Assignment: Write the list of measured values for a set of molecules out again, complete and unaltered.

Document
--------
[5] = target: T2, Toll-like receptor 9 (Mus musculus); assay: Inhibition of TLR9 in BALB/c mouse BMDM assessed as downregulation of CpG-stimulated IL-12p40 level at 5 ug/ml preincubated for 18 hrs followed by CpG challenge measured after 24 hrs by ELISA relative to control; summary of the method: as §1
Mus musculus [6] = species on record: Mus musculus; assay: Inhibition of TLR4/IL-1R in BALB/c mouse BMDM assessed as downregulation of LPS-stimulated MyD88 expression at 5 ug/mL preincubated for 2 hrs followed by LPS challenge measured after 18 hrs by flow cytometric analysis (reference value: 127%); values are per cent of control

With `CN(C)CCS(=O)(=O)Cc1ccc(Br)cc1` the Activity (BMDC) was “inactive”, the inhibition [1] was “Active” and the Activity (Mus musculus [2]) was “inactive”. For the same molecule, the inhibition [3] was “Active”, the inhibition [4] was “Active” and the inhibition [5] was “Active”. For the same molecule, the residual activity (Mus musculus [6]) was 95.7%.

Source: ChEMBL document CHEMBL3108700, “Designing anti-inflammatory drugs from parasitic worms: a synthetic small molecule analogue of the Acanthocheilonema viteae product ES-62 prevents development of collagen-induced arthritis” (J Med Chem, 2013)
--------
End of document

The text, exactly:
[5] = target: T2, Toll-like receptor 9 (Mus musculus); assay: Inhibition of TLR9 in BALB/c mouse BMDM assessed as downregulation of CpG-stimulated IL-12p40 level at 5 ug/ml preincubated for 18 hrs followed by CpG challenge measured after 24 hrs by ELISA relative to control; summary of the method: as §1
Mus musculus [6] = species on record: Mus musculus; assay: Inhibition of TLR4/IL-1R in BALB/c mouse BMDM assessed as downregulation of LPS-stimulated MyD88 expression at 5 ug/mL preincubated for 2 hrs followed by LPS challenge measured after 18 hrs by flow cytometric analysis (reference value: 127%); values are per cent of control

With `CN(C)CCS(=O)(=O)Cc1ccc(Br)cc1` the Activity (BMDC) was “inactive”, the inhibition [1] was “Active” and the Activity (Mus musculus [2]) was “inactive”. For the same molecule, the inhibition [3] was “Active”, the inhibition [4] was “Active” and the inhibition [5] was “Active”. For the same molecule, the residual activity (Mus musculus [6]) was 95.7%.

Source: ChEMBL document CHEMBL3108700, “Designing anti-inflammatory drugs from parasitic worms: a synthetic small molecule analogue of the Acanthocheilonema viteae product ES-62 prevents development of collagen-induced arthritis” (J Med Chem, 2013)